Author(s): Nick Spencer
Nick Spencer sets out to rescue an innocent parable, mugged for political ends, ignored by passers-by, and then left for half-dead at the edge of the English language.
The parable of the Good Samaritan has been used by almost every major British politician over recent years - from Theresa May and Tony Blair to Margaret Thatcher and Jeremy Corbyn. But they don't all use it to say the same thing.
Discussing the various figures who've politicised the Samaritan, Spencer - described by the Economist as 'like a prophet crying in the post-modern wilderness' - explains why and how Jesus' famous parable got mixed up in politics. From abolitionists to warmongers, prime ministers to activists such as Dr Martin Luther King, he uncovers the reasons for the parable's popularity - and then asks the killer question: who gets it right?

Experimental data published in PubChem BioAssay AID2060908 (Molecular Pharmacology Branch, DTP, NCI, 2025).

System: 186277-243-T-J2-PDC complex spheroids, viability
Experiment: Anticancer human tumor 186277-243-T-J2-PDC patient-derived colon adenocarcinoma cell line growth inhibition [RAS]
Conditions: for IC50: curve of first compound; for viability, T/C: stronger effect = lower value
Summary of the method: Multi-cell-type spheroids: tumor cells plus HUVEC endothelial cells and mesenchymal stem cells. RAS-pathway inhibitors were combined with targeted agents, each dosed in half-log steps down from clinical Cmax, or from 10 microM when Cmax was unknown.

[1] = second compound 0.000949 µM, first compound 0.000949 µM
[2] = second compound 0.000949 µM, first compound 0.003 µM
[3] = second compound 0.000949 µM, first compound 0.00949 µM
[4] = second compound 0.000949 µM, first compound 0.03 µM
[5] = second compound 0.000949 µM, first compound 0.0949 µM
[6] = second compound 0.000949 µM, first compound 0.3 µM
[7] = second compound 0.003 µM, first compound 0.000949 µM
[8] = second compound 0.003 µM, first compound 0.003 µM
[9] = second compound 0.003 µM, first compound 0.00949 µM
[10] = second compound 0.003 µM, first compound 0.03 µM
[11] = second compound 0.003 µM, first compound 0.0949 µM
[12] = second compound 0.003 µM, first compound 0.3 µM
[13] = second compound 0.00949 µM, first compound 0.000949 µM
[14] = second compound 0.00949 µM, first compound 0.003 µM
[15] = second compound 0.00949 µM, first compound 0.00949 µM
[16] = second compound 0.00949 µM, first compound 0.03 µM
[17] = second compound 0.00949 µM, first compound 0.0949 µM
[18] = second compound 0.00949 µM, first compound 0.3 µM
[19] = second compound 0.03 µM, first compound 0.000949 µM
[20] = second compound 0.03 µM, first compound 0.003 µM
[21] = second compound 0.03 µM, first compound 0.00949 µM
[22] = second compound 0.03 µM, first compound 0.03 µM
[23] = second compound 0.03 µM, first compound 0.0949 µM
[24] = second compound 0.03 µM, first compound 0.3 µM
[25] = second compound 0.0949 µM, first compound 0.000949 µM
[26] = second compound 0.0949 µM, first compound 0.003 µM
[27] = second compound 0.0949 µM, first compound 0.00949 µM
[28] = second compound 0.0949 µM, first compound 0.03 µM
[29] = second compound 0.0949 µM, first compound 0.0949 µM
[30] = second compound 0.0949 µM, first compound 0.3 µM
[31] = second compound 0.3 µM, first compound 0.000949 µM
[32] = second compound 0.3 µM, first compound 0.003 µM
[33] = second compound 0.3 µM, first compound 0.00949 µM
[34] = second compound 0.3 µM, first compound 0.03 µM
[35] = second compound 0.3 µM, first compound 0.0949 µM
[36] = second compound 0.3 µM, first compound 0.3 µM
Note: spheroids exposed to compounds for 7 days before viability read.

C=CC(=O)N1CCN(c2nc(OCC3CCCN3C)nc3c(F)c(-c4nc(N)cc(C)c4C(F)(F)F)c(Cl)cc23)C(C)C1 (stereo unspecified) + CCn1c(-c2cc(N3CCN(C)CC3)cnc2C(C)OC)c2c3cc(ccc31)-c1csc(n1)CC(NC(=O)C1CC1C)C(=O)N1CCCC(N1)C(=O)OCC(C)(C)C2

If the Good Samaritan has been dragged on to the political stage, whose side is he on?
The evolution of the Good Samaritan parable in modern-day politics, rhetoric and society
Nick Spencer is Director of Theos, a Christian think tank.
He is the author of Atheists: The Origin of the Species (Bloomsbury) and Freedom and Order: History Politics and the English Bible (Hodder and Stoughton).